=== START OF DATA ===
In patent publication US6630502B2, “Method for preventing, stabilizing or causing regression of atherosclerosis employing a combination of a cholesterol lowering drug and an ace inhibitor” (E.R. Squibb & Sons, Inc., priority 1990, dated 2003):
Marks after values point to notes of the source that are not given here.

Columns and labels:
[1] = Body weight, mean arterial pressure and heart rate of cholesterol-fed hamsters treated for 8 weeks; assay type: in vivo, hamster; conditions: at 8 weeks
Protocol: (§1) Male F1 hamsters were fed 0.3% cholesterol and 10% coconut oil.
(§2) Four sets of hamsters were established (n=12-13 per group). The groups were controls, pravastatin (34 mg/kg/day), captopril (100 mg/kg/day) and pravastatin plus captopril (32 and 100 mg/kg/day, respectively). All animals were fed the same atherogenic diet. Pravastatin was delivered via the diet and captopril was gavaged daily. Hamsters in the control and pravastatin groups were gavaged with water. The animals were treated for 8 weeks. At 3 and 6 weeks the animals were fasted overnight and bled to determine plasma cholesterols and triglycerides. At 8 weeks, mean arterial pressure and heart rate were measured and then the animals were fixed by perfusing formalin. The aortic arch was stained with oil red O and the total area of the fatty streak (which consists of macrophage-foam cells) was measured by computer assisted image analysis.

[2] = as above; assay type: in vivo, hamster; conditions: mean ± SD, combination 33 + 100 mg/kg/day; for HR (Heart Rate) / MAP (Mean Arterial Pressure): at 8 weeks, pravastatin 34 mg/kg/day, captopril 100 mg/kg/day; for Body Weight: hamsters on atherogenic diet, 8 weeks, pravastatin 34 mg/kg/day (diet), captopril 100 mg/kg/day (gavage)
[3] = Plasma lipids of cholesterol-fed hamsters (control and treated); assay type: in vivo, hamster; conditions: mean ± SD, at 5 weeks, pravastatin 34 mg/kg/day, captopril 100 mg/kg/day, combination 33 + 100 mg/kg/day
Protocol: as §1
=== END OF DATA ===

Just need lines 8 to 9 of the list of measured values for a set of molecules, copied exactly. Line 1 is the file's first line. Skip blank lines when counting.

[3] = Plasma lipids of cholesterol-fed hamsters (control and treated); assay type: in vivo, hamster; conditions: mean ± SD, at 5 weeks, pravastatin 34 mg/kg/day, captopril 100 mg/kg/day, combination 33 + 100 mg/kg/day
Protocol: as §1